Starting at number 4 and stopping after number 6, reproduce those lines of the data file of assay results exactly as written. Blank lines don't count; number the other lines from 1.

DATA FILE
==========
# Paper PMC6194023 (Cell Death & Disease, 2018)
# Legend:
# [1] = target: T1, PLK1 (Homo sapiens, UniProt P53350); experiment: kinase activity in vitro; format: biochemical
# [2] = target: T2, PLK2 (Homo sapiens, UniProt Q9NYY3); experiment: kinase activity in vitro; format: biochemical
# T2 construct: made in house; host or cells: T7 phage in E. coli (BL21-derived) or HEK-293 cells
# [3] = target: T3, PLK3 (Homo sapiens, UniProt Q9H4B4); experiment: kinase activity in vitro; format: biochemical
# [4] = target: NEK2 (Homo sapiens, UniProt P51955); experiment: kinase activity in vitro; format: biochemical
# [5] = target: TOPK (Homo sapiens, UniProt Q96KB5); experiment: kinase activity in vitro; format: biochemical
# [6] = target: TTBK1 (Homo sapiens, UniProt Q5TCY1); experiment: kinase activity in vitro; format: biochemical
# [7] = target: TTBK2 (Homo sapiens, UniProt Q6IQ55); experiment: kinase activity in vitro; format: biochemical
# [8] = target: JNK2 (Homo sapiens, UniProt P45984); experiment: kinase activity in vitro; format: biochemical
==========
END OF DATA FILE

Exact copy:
# [2] = target: T2, PLK2 (Homo sapiens, UniProt Q9NYY3); experiment: kinase activity in vitro; format: biochemical
# T2 construct: made in house; host or cells: T7 phage in E. coli (BL21-derived) or HEK-293 cells
# [3] = target: T3, PLK3 (Homo sapiens, UniProt Q9H4B4); experiment: kinase activity in vitro; format: biochemical